I'm normally a mistake theorist, but I find it really tempting to interpret this as the end result of talking to a really skewed sample of people.
(And I might be assigning better-than-even odds that Geoff was involved in that process, somehow.)
UPDATE: I'm updating a few steps in the direction of "I may have gotten some of the causality here, backwards." Tension with Aella predates that. Disliked Aella's MAPLE post, and this might have been some of why he and Geoff got in touch.
It feels worth pointing out that Universities seem to try to set up this sort of absurdly protective bubble, by design. Uni extracts sometimes-exorbitant rent, while doing so; Leverage was at least usually paying people salaries.
Meanwhile, a lot of US bureaucracy appears almost... tailor-made to make life more complicated, with a special exception to that reserved for "full-time employees of large corporations"? (I think that for historic reasons, some of their bureaucratic complications are consistently outsourced to their company to handle.)
Against this societal backdrop, I find it hard to fault Cathleen or Leverage for trying what they did. While also not being too surprised, that it led to some dependence issues.
(Maybe having a hard "2 years" limit, and accepting a little less "heroic responsibility," would have downgraded a lot of issues to just "University dorm level.")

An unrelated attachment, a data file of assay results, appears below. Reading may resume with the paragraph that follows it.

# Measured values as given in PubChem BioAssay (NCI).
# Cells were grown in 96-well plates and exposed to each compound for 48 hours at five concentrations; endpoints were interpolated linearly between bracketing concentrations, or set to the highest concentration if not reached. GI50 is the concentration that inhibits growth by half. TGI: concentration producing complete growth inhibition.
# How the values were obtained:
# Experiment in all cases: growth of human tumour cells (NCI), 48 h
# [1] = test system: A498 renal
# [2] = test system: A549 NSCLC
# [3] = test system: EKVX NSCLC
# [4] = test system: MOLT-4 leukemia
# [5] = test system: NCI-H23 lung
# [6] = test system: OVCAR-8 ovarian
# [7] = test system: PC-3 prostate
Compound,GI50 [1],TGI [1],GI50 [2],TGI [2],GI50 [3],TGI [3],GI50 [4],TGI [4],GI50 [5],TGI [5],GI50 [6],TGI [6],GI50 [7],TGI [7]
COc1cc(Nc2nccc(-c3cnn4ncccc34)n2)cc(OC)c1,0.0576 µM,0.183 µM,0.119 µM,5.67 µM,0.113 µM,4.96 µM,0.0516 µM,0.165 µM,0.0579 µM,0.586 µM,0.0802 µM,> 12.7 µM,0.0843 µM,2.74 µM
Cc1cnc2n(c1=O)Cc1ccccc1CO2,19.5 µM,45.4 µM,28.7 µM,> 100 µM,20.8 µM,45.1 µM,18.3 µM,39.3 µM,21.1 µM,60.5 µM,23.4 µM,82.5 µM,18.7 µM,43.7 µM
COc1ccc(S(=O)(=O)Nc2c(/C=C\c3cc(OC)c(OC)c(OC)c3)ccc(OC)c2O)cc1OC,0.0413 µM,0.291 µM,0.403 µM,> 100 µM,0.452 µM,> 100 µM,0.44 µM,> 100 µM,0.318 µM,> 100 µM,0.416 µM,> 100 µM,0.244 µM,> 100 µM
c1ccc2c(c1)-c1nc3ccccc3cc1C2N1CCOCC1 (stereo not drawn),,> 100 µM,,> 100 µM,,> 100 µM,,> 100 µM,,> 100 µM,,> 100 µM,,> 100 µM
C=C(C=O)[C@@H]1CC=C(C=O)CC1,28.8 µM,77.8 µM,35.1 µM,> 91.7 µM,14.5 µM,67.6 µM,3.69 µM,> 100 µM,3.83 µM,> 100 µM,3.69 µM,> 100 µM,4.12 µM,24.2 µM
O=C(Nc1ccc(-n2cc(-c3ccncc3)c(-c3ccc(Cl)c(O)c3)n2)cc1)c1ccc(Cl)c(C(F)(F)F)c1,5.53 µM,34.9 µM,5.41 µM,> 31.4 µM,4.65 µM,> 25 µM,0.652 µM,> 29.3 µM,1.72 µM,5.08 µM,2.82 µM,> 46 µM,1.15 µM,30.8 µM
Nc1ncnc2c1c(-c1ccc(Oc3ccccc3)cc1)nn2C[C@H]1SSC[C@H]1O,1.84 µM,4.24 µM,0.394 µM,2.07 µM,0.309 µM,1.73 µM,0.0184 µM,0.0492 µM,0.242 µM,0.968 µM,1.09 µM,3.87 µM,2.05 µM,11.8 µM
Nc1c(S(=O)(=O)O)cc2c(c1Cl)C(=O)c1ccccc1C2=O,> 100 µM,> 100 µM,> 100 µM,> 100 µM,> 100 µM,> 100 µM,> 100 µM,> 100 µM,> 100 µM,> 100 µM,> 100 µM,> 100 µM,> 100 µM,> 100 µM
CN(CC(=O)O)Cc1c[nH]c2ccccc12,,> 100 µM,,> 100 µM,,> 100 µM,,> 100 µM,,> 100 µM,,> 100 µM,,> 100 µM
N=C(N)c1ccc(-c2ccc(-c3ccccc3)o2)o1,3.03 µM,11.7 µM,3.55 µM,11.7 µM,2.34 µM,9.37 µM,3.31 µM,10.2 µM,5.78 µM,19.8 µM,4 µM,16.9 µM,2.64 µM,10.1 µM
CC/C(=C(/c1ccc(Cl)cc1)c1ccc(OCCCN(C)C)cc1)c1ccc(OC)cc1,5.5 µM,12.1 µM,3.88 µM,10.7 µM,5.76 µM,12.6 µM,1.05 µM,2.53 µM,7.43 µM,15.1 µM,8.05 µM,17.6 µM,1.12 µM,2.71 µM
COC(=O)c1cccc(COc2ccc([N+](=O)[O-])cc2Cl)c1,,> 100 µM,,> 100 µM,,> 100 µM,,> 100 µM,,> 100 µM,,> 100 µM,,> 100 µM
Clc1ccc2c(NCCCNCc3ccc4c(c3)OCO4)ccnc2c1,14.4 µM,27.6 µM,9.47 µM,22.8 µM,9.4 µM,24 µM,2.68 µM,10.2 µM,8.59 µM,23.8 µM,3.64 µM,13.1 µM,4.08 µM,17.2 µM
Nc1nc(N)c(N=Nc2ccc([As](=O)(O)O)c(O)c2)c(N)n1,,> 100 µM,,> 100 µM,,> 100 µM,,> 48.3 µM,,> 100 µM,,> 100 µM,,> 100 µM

I really appreciate Cathleen being willing to talk about it, even given the reasonable expectation that some people are going to... be jerks about it, misinterpret things, take things out of context, and engage in ways she won't like. Or even just fail to engage in ways that would be good for her?
I don't always see eye-to-eye with Cathleen, but she poured a lot into this project. She is not exaggerating when she conveys that she was responsible for a really giant pile of ops and maintenance tasks at Leverage.
(I'm not sure how Leverage handled her sick days, but I would be surprised if it wasn't a whole thing. That feels like one way to point to just how large an amount she ended up being personally responsible for. One of the most grounded and productive people there.)
I'm sad to hear that this project hurt her, in the ways it did? (ex: overwork, lack of support, high interpersonal conflict environment)
I'm somewhat glad that she hasn't completely given up on the idea of well-intentioned ambitious projects, and I'm really happy that it sounds like she has a solid bubble of people now.
This is a lot of information, and there was a cost to writing it up, I'm sure. I can't really weigh in on whether it was worth what she gave up to do so, but I'm grateful that she shared it.
What to do when society is wrong about something?
I thought this aside was an extremely good snapshot of class of problem that I have seen come up in other contexts as well.
Briefly: People have a tendency to develop social bubbles that are, in a key way or two, way more comfortable or healthy for them. If you get strongly immersed in one, then "the rest of society" starts looking unpleasant or unhealthy, and what do you do with that when that hapens?
I don't find it easy to answer! But I'd be curious to hear from other people about variants of this scenario that they've run into, how they've handled it, and how that has gone.
(It sounds like Leverage had a bit of this dynamic, combined with a feeling that the norms were up for grabs. I had not previously pegged that down about Leverage, but having that context feels helpful for making sense of it.)